Kamaitachi Meaning – The Japanese Yokai Weasel

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Kamaitachi is a Japanese yōkai and can also refer to the strange events this creature causes. They appear walking in swirls of dust, and they cut people using the nails on both of their hands that are like scythes. One would receive a sharp, painless wound.

In addition, they are often associated with weasels. Remembering that the weasels, or Itachi, are not very popular in Japan. here on the site we have a good article talking about these animals, it is worth taking a look.

Among other things, we will mainly discuss about Kamaitachi as a Yokai. After all, a phenomenon of nature is not a very interesting thing to associate with culture. For this reason, let's learn a little about Kamaitachi in Japanese culture.

Kamaitachi and its origins

Kamaitachi was initially thought of as a kind of derivative of the word "kamae tachi", which means stance sword. However, because of some facts that occurred, it was reused and described as a yokai weasel.

Soon, kamaitachi established itself as the yokai that it is today. In a certain book, it is mentioned that children on the property called Kagaya in It's from were engulfed in a whirlpool. Then, on the surface of his back, the footsteps of a beast remained. In the book, it was written that this was the proof of a “kamae tachi”.

Kamaitachi meaning - the Japanese yokai weasel

Thus the kamaitachi became known as an animal with fur like a hedgehog and a cry like a dog. Having the ability to fly through the air with wings, they are said to attack people with limbs resembling a scythe or razor.

Legends about Kamaitachi

One thing we know well is how rumors spread. Legends are almost the same thing, so it also has changes. Which leads to the creation of several versions of the same creature. So, let's present some versions about kamaitachi.

The devilish winds that cut people are mentioned in the regions of Chūbu, Kinki and other regions. There are many legends set in snowy regions, and there are some regions that call whirlpools “kamaitachi”. On cold windy occasions and other times they are also a strange event in which someone would fall and have a leg injury.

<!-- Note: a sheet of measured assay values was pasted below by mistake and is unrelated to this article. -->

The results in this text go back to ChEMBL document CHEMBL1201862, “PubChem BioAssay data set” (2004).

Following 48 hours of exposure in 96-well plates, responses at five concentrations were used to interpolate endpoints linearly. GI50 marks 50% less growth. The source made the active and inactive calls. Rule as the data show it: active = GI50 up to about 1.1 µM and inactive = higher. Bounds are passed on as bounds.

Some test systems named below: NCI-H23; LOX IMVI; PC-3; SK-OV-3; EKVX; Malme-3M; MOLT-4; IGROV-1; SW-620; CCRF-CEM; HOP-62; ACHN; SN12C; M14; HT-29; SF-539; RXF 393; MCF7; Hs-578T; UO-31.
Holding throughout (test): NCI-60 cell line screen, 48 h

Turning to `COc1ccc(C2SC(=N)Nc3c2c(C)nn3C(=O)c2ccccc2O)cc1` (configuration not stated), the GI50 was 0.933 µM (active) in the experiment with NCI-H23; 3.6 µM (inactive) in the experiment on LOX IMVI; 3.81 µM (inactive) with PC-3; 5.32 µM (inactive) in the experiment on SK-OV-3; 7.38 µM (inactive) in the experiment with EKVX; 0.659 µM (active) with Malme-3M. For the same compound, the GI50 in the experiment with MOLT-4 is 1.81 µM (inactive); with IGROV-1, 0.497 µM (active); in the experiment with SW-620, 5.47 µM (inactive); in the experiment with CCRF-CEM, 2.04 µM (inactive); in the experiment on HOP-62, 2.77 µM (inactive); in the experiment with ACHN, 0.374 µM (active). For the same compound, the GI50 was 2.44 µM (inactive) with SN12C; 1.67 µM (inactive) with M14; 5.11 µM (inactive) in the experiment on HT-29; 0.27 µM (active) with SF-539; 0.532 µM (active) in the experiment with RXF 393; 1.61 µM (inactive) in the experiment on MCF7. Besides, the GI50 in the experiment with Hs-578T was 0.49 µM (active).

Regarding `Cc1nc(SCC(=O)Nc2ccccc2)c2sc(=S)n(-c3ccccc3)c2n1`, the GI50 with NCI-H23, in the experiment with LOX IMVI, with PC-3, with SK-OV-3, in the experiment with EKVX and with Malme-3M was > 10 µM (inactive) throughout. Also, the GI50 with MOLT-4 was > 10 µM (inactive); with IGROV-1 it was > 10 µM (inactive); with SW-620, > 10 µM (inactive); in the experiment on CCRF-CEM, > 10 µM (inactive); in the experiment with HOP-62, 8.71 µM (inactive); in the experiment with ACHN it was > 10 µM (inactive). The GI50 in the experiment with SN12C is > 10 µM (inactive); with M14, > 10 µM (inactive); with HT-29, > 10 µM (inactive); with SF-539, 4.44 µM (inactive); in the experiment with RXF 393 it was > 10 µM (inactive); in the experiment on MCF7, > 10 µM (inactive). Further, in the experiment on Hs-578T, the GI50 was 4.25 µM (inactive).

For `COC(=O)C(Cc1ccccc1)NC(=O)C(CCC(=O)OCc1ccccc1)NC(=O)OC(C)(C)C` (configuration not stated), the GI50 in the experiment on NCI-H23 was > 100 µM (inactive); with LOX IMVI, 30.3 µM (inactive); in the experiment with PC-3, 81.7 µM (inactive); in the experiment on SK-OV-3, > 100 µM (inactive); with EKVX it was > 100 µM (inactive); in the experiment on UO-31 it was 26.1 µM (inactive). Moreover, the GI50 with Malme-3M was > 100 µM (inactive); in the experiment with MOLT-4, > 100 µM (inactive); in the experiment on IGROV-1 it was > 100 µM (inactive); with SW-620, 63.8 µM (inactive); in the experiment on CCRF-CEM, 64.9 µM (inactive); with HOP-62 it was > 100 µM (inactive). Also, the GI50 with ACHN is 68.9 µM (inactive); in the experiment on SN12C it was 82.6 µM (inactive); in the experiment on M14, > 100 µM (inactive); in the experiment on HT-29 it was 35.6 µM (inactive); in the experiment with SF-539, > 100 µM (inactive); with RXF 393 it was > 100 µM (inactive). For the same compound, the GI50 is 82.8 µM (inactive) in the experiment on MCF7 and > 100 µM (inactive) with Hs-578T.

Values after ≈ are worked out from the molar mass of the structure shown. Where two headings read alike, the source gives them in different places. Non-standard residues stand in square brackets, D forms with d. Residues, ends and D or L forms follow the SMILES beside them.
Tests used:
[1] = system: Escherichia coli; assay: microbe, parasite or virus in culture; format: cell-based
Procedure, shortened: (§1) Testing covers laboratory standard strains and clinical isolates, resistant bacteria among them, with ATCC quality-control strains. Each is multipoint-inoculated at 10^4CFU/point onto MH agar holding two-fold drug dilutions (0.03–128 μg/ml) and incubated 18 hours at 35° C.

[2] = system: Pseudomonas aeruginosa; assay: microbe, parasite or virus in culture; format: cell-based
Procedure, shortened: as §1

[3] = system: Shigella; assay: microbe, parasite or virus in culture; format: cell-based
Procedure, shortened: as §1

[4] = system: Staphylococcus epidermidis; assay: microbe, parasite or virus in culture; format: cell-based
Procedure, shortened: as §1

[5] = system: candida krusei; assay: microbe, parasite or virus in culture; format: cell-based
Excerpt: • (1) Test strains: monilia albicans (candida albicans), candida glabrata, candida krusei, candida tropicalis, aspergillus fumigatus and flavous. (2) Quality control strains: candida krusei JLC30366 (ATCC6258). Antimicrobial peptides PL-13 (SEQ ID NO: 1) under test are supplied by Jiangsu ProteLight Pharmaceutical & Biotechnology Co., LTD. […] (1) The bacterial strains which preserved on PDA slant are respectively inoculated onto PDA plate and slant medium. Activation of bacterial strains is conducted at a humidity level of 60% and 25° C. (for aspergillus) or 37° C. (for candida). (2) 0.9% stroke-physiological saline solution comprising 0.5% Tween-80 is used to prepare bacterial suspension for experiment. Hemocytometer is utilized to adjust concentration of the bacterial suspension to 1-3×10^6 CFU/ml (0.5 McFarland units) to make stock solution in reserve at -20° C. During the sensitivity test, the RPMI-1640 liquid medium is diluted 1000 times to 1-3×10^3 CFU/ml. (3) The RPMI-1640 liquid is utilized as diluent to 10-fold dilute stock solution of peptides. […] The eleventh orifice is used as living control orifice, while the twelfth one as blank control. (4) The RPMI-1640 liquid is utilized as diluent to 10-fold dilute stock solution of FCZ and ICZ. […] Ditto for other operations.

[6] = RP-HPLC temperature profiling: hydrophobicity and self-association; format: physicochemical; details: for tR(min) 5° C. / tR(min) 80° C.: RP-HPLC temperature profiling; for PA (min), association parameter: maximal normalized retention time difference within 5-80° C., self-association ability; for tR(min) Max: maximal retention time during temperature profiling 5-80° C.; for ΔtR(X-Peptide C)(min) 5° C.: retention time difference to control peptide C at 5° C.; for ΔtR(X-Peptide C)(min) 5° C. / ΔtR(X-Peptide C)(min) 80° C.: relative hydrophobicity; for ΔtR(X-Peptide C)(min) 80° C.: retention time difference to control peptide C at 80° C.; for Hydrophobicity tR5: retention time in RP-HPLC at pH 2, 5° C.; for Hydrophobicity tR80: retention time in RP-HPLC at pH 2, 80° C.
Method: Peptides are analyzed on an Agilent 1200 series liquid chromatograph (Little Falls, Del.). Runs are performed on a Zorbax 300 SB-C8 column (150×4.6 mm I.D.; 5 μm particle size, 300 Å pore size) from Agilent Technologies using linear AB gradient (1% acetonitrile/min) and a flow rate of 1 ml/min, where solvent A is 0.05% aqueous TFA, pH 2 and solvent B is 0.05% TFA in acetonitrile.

Kamaitachi meaning - the Japanese yokai weasel

In the Yoshio district area of Nara prefecture, we have another version. It is said that when someone is bitten by a kamaitachi he falls and receives a large wound. But, no blood comes out of the wound, even though there is a large opening in the flesh. Additionally, the Kamaitachi is invisible to the human eye.

In Hida, in the Niu River basin, it is said that in legends, Kamaitachi is a company of 3 evil gods. Being that the first god would knock the person down, the next god would cut with a blade, and the third god would put in a medicine. Thus, the wound would not have bleeding or pain. There are also regions that think of these three gods as father, son and brother.

Kamaitachi in ancient writings

In the Edo period, we have the essay “Sōzan Chomon Kishū” by Miyoshi Shōzan. In it he quotes a feudal warrior from Owari. In the essay it is said that a kamaitachi's wounds do not result in pain or bleeding at first.

However, after some time, the wound brings intense pain and large amounts of bleeding. And they are so severe that sometimes even the bones can be seen from the wound opening. Getting to the point of being in danger of death.

Also read our article talking about 15 Japanese Yokais, Myths and Legends. 

In the essay it is also stated that a kamaitachi cannot jump higher than about 1 shaku, about 30 centimeters. After all, wounds are often received on the lower part of the body.

We have several other references, but there are almost no differences, so let's ignore the others. But you can feel free to comment on any feature or reference that you know.

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